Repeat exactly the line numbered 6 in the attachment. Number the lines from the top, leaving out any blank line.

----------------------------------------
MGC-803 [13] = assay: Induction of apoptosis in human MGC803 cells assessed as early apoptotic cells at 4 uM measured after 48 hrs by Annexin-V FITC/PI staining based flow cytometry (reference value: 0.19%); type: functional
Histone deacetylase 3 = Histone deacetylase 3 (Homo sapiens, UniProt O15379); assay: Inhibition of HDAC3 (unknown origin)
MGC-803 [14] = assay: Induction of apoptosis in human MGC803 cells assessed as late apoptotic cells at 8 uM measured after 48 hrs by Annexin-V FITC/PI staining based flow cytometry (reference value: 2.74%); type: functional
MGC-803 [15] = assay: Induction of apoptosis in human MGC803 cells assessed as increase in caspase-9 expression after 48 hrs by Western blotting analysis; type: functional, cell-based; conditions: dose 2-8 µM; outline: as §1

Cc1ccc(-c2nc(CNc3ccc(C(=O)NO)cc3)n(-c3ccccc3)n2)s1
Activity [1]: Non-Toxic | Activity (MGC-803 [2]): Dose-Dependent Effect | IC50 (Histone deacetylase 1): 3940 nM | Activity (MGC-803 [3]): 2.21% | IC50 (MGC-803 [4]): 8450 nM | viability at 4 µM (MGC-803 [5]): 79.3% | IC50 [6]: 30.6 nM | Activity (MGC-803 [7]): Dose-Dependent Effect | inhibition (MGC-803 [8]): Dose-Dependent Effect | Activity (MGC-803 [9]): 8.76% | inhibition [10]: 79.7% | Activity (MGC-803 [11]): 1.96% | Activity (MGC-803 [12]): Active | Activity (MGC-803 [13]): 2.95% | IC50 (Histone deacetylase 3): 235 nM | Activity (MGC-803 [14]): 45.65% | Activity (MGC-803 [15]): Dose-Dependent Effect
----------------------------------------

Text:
Activity [1]: Non-Toxic | Activity (MGC-803 [2]): Dose-Dependent Effect | IC50 (Histone deacetylase 1): 3940 nM | Activity (MGC-803 [3]): 2.21% | IC50 (MGC-803 [4]): 8450 nM | viability at 4 µM (MGC-803 [5]): 79.3% | IC50 [6]: 30.6 nM | Activity (MGC-803 [7]): Dose-Dependent Effect | inhibition (MGC-803 [8]): Dose-Dependent Effect | Activity (MGC-803 [9]): 8.76% | inhibition [10]: 79.7% | Activity (MGC-803 [11]): 1.96% | Activity (MGC-803 [12]): Active | Activity (MGC-803 [13]): 2.95% | IC50 (Histone deacetylase 3): 235 nM | Activity (MGC-803 [14]): 45.65% | Activity (MGC-803 [15]): Dose-Dependent Effect